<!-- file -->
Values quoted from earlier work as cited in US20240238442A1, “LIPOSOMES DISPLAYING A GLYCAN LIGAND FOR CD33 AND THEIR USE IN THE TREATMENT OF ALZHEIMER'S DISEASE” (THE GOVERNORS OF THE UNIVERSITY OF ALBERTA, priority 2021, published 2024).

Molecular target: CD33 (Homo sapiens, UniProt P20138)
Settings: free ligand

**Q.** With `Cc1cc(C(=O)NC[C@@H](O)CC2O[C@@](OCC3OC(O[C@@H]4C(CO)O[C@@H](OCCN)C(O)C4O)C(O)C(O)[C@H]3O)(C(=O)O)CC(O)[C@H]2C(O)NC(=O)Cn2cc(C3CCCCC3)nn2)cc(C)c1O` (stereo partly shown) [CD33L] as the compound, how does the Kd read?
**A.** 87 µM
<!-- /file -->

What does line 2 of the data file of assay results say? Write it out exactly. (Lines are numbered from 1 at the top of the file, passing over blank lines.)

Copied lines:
Molecular target: CD33 (Homo sapiens, UniProt P20138)